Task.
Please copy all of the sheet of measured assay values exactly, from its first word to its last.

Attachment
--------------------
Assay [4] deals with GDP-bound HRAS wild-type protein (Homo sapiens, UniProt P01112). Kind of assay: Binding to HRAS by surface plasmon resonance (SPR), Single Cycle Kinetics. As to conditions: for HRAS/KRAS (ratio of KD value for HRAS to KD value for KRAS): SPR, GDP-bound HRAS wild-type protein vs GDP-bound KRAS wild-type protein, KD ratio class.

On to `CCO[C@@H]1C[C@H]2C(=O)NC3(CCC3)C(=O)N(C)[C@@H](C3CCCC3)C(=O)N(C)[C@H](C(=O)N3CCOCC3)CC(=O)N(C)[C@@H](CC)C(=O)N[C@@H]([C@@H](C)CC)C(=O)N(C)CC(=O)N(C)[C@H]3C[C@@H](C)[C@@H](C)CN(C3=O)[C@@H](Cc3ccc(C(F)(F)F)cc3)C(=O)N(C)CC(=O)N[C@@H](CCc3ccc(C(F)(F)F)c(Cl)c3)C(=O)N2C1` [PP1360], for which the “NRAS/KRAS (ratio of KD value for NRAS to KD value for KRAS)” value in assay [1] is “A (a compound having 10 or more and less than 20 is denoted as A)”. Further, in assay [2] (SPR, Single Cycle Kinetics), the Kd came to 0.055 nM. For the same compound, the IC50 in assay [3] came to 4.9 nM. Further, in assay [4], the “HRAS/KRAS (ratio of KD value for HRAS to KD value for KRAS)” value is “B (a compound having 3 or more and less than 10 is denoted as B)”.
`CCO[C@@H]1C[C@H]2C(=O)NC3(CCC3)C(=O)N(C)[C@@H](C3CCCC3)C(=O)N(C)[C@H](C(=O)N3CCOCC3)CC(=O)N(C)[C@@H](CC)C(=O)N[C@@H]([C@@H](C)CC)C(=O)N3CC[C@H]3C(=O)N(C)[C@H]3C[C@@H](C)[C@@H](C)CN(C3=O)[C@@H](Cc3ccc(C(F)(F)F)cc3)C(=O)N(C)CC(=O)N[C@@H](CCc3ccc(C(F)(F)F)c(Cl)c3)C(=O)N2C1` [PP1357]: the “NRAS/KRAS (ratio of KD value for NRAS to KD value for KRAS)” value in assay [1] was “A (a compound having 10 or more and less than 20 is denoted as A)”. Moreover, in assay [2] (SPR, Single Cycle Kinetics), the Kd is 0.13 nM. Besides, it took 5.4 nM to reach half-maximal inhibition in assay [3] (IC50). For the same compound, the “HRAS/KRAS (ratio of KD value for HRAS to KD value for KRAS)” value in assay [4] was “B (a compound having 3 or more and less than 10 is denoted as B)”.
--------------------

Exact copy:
Assay [4] deals with GDP-bound HRAS wild-type protein (Homo sapiens, UniProt P01112). Kind of assay: Binding to HRAS by surface plasmon resonance (SPR), Single Cycle Kinetics. As to conditions: for HRAS/KRAS (ratio of KD value for HRAS to KD value for KRAS): SPR, GDP-bound HRAS wild-type protein vs GDP-bound KRAS wild-type protein, KD ratio class.

On to `CCO[C@@H]1C[C@H]2C(=O)NC3(CCC3)C(=O)N(C)[C@@H](C3CCCC3)C(=O)N(C)[C@H](C(=O)N3CCOCC3)CC(=O)N(C)[C@@H](CC)C(=O)N[C@@H]([C@@H](C)CC)C(=O)N(C)CC(=O)N(C)[C@H]3C[C@@H](C)[C@@H](C)CN(C3=O)[C@@H](Cc3ccc(C(F)(F)F)cc3)C(=O)N(C)CC(=O)N[C@@H](CCc3ccc(C(F)(F)F)c(Cl)c3)C(=O)N2C1` [PP1360], for which the “NRAS/KRAS (ratio of KD value for NRAS to KD value for KRAS)” value in assay [1] is “A (a compound having 10 or more and less than 20 is denoted as A)”. Further, in assay [2] (SPR, Single Cycle Kinetics), the Kd came to 0.055 nM. For the same compound, the IC50 in assay [3] came to 4.9 nM. Further, in assay [4], the “HRAS/KRAS (ratio of KD value for HRAS to KD value for KRAS)” value is “B (a compound having 3 or more and less than 10 is denoted as B)”.
`CCO[C@@H]1C[C@H]2C(=O)NC3(CCC3)C(=O)N(C)[C@@H](C3CCCC3)C(=O)N(C)[C@H](C(=O)N3CCOCC3)CC(=O)N(C)[C@@H](CC)C(=O)N[C@@H]([C@@H](C)CC)C(=O)N3CC[C@H]3C(=O)N(C)[C@H]3C[C@@H](C)[C@@H](C)CN(C3=O)[C@@H](Cc3ccc(C(F)(F)F)cc3)C(=O)N(C)CC(=O)N[C@@H](CCc3ccc(C(F)(F)F)c(Cl)c3)C(=O)N2C1` [PP1357]: the “NRAS/KRAS (ratio of KD value for NRAS to KD value for KRAS)” value in assay [1] was “A (a compound having 10 or more and less than 20 is denoted as A)”. Moreover, in assay [2] (SPR, Single Cycle Kinetics), the Kd is 0.13 nM. Besides, it took 5.4 nM to reach half-maximal inhibition in assay [3] (IC50). For the same compound, the “HRAS/KRAS (ratio of KD value for HRAS to KD value for KRAS)” value in assay [4] was “B (a compound having 3 or more and less than 10 is denoted as B)”.